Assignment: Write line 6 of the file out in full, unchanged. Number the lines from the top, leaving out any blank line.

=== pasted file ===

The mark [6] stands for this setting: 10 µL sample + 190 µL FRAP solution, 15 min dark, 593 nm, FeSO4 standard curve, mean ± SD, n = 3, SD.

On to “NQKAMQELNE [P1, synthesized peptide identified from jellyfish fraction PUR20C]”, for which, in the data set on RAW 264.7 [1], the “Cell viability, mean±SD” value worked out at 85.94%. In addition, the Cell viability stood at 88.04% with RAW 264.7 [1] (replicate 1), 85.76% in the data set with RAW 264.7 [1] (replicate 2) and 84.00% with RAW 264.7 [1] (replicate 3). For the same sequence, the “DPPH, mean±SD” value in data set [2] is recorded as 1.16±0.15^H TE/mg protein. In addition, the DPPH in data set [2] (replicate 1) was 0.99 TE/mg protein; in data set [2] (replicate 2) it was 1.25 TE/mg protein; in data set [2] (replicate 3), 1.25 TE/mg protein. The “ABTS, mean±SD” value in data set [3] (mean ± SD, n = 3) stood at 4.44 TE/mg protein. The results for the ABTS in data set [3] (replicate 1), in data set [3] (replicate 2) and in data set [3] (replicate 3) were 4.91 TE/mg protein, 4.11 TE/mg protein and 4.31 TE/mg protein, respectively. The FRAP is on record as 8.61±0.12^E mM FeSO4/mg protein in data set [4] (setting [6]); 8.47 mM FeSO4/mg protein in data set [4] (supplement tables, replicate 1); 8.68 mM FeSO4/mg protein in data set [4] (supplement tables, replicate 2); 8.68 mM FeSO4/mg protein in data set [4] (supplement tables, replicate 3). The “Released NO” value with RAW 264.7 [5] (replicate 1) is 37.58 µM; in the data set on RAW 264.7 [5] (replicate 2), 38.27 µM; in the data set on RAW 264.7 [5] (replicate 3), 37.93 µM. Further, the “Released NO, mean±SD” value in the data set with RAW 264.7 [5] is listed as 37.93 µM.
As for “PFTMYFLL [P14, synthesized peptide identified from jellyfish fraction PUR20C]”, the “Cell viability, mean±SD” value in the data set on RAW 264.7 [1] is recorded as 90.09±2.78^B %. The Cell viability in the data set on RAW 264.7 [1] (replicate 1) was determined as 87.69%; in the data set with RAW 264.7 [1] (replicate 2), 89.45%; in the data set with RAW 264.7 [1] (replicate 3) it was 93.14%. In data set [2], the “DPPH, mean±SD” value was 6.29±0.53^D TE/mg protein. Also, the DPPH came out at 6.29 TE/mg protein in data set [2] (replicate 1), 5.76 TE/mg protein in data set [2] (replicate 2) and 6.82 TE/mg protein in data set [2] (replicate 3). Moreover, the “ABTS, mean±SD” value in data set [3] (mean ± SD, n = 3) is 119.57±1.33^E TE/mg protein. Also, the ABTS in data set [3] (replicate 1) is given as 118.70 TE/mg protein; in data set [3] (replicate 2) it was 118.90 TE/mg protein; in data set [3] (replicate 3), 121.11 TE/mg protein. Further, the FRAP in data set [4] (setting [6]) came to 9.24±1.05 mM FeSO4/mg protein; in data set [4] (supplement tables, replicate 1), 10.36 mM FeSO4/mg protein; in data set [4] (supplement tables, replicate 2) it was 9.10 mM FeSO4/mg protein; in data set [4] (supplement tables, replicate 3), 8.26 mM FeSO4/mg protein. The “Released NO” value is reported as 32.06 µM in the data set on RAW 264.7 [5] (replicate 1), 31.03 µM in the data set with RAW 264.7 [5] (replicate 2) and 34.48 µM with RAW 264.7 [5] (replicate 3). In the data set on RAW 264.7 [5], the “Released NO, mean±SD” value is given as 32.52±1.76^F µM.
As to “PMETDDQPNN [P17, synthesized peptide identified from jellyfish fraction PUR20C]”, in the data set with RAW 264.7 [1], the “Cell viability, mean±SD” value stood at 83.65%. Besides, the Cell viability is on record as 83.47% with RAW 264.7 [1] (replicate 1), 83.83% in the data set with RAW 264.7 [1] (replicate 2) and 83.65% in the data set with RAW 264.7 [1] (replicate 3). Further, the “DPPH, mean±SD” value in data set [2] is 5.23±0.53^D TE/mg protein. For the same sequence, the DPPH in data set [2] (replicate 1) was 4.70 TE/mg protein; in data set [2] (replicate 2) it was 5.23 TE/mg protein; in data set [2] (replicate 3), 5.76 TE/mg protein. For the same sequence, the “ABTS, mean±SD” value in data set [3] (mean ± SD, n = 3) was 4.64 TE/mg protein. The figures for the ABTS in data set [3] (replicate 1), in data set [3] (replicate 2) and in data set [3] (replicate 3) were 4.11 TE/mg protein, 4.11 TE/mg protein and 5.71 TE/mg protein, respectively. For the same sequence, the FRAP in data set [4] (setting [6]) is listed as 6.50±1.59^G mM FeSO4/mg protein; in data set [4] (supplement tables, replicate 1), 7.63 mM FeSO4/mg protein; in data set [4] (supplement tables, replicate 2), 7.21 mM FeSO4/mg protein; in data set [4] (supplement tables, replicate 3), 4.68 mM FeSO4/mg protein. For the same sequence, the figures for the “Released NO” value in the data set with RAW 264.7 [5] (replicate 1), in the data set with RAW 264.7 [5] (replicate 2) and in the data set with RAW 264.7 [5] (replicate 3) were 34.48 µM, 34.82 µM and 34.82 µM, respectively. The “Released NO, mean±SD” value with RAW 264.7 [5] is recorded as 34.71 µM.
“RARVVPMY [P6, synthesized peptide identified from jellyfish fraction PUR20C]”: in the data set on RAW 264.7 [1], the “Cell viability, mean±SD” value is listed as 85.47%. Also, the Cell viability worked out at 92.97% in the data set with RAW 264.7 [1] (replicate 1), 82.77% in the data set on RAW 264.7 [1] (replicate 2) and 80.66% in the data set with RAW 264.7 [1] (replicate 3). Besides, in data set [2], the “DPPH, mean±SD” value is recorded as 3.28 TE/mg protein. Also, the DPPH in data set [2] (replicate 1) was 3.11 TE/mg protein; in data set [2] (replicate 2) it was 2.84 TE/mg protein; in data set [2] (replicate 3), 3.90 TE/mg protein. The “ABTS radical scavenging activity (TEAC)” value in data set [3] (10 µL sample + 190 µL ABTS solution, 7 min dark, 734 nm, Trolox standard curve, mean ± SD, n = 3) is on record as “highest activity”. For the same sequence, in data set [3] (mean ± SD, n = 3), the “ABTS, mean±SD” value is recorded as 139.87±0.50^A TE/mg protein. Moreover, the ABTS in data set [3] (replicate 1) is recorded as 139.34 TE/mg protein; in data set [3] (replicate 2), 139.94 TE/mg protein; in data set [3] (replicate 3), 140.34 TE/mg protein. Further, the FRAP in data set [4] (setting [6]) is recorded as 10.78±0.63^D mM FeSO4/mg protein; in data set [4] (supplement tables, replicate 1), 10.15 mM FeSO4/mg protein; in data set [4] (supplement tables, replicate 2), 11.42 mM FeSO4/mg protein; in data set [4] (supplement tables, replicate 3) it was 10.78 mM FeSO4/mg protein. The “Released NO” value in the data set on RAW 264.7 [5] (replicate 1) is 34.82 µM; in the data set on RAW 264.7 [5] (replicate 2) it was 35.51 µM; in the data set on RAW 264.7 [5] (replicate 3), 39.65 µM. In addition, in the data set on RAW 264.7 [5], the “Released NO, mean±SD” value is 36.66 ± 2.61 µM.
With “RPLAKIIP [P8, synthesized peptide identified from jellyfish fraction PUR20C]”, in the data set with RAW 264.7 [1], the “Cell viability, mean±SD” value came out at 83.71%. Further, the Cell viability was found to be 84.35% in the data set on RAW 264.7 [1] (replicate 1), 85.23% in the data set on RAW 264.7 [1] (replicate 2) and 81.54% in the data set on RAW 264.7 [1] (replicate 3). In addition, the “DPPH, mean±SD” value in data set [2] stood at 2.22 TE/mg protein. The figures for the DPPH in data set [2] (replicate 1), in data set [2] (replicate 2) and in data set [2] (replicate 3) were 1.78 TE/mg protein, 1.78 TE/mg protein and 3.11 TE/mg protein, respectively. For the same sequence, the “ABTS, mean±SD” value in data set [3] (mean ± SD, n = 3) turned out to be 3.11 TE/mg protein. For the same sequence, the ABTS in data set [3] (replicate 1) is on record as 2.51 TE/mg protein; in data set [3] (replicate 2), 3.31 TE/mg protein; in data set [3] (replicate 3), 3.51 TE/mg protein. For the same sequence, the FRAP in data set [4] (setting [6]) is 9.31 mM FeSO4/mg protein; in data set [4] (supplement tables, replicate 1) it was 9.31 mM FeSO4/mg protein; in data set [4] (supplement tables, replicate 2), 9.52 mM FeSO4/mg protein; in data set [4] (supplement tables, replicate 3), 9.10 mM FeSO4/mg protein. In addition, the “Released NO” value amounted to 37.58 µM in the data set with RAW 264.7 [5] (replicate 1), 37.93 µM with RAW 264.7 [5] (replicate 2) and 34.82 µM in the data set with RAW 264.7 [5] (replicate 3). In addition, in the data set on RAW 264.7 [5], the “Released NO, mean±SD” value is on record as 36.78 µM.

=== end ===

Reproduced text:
With “RPLAKIIP [P8, synthesized peptide identified from jellyfish fraction PUR20C]”, in the data set with RAW 264.7 [1], the “Cell viability, mean±SD” value came out at 83.71%. Further, the Cell viability was found to be 84.35% in the data set on RAW 264.7 [1] (replicate 1), 85.23% in the data set on RAW 264.7 [1] (replicate 2) and 81.54% in the data set on RAW 264.7 [1] (replicate 3). In addition, the “DPPH, mean±SD” value in data set [2] stood at 2.22 TE/mg protein. The figures for the DPPH in data set [2] (replicate 1), in data set [2] (replicate 2) and in data set [2] (replicate 3) were 1.78 TE/mg protein, 1.78 TE/mg protein and 3.11 TE/mg protein, respectively. For the same sequence, the “ABTS, mean±SD” value in data set [3] (mean ± SD, n = 3) turned out to be 3.11 TE/mg protein. For the same sequence, the ABTS in data set [3] (replicate 1) is on record as 2.51 TE/mg protein; in data set [3] (replicate 2), 3.31 TE/mg protein; in data set [3] (replicate 3), 3.51 TE/mg protein. For the same sequence, the FRAP in data set [4] (setting [6]) is 9.31 mM FeSO4/mg protein; in data set [4] (supplement tables, replicate 1) it was 9.31 mM FeSO4/mg protein; in data set [4] (supplement tables, replicate 2), 9.52 mM FeSO4/mg protein; in data set [4] (supplement tables, replicate 3), 9.10 mM FeSO4/mg protein. In addition, the “Released NO” value amounted to 37.58 µM in the data set with RAW 264.7 [5] (replicate 1), 37.93 µM with RAW 264.7 [5] (replicate 2) and 34.82 µM in the data set with RAW 264.7 [5] (replicate 3). In addition, in the data set on RAW 264.7 [5], the “Released NO, mean±SD” value is on record as 36.78 µM.